5. Claw maintenance

Another good routine to begin when your kitten is young is claw maintenance. Having their claw clipped is another thing many adult cats detest but it is a necessity, especially if you have an indoor cat whose claws will not get the opportunity to be kept trim by climbing or walking outside. Buy a pair of feline claw clippers from your vet or local pet shop and get your kitten used to you handling his paws. Settle down somewhere quiet so that your kitten is relaxed and calm and gently examine his paws and claws and clip the claws. If you are unsure of how to do this, then your vet can show you.

6. Getting used to the carrier

Get your kitten used to the carrier from the start by keeping it around not stored away. Many carriers have detachable bases, so you can use this as another bed for your cat so that they are used to it and their scent is left on it. You can take your kitten on short, 5-minute car journeys to get your animal used to traveling. Talk to your kitten in the car in a gentle and calm voice so that they know there is nothing to fear and reward them with some kitty treats at the end of the journey.

7. Your new kitten may not be a hit with everyone

If you already have a cat at home, bringing your new kitten home may not mean love at first sight. Your cat is likely to consider the new addition as an invader or rival for his territory and often will not take kindly his new sibling, no matter how cute he is. Before you bring your new kitten home, exchange his bedding with your cats bedding so that they can both get used to their other’s scent. Most breeders and rescue centres will help you with this. When you do bring him home, keep your kitten confined to one room and keep the door closed as he settles in. Invest in a cat pen and put the kitten inside with bedding, toys and food and open the door to the room twice a day. Feed your adult cat in the same room so that he is in eye line of the kitten. You can gradually increase the contact between the two cats until you feel comfortable allowing the kitten out of the pen with the adult cat present. Keep an eye on them and ensure both have an escape route and you are ready with a cushion should things get heated. Don’t expect your cat to love your kitten immediately but they will get closer over time.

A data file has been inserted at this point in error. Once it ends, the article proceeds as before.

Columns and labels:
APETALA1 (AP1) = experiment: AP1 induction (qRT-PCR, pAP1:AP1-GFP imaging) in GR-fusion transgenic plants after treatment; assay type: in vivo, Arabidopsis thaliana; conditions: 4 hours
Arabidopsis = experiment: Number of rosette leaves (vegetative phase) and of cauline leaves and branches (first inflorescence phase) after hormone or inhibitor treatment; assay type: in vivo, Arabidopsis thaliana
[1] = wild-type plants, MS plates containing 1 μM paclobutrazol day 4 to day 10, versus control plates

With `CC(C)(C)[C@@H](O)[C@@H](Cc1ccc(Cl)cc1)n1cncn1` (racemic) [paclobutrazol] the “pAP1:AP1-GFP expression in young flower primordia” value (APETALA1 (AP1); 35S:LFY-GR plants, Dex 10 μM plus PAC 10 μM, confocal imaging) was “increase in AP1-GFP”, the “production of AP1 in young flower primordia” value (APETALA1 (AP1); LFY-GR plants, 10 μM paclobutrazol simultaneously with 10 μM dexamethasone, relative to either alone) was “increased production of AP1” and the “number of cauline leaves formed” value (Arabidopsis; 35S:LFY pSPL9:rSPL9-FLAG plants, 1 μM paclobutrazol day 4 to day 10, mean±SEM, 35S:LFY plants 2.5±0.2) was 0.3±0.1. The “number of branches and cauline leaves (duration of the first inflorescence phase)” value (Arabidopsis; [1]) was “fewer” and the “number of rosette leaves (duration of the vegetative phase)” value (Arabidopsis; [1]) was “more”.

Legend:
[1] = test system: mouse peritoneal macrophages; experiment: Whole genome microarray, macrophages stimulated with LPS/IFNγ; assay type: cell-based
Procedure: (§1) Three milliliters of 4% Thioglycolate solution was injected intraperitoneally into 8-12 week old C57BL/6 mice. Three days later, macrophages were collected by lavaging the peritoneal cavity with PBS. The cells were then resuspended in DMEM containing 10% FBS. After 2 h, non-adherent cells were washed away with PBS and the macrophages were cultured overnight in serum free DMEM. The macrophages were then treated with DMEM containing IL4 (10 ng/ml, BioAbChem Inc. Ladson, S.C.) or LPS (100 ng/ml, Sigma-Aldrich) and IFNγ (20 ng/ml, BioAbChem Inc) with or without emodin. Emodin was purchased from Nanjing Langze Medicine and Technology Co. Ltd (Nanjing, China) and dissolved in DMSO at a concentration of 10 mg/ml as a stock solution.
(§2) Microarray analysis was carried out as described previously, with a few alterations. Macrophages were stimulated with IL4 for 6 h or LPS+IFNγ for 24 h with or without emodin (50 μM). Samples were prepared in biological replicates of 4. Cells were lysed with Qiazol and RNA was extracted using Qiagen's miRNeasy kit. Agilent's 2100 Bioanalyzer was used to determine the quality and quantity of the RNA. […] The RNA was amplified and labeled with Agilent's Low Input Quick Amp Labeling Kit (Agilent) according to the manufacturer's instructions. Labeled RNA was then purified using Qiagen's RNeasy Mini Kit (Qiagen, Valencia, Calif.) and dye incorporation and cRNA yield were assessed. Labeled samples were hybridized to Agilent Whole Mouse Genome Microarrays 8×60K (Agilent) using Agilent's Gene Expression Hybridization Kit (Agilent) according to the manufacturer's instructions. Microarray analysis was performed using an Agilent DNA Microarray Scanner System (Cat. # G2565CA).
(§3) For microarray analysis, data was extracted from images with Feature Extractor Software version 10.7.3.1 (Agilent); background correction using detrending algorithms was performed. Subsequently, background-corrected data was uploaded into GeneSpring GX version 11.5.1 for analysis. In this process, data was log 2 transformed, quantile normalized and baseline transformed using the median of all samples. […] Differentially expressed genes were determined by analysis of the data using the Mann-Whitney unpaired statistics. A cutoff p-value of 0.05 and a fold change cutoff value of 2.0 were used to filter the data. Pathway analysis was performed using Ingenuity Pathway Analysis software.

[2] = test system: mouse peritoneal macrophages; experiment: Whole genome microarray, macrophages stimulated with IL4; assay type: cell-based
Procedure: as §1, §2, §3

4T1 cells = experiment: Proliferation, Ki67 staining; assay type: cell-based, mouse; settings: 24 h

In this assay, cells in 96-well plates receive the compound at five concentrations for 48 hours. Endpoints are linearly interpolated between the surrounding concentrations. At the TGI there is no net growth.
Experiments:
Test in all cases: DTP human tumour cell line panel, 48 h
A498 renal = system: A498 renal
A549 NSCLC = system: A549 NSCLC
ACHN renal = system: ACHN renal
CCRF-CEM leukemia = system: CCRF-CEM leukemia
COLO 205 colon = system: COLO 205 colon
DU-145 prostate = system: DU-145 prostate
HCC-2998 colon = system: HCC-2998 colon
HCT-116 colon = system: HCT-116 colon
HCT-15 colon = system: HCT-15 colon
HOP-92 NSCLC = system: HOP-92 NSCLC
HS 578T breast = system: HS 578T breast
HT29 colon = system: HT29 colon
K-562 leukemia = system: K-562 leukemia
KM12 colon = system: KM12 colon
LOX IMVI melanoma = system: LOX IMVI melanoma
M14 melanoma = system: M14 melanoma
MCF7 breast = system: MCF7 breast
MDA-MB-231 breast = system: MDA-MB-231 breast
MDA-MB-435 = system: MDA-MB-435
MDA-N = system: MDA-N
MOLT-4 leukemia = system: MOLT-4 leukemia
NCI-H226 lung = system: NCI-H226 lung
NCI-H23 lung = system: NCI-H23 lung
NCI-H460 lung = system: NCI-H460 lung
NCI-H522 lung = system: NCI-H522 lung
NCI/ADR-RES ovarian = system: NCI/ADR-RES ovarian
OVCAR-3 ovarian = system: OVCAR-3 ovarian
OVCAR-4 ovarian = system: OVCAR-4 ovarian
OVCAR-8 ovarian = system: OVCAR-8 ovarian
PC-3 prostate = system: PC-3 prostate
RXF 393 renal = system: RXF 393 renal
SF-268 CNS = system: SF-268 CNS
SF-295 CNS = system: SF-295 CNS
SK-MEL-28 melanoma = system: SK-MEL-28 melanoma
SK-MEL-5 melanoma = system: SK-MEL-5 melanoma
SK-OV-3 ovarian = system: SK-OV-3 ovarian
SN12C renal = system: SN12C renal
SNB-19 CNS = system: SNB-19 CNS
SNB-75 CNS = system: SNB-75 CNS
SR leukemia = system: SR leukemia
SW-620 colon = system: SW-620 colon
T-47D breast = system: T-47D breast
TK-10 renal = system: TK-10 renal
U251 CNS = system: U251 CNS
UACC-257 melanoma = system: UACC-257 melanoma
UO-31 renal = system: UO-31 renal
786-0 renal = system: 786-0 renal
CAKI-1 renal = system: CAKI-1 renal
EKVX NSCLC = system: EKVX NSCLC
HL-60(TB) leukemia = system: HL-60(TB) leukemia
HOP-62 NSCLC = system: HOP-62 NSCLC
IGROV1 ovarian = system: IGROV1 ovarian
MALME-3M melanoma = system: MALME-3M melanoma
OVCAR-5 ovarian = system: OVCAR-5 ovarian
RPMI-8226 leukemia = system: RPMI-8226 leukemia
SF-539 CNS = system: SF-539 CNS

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About the Author

Debbie Martin has worked at Beeston Animal Health for over five years, having previously worked as a nurse in equine and small animal practice. Although generally involved with aspects of marketing these days and putting her psychology degree to good use, she still has a great depth of up to date knowledge in all creatures great and small. Debbie lives at home with her partner and two children and spends much of her spare time looking after her horses, dogs and cats or at the home farm with the cows, sheep and turkeys.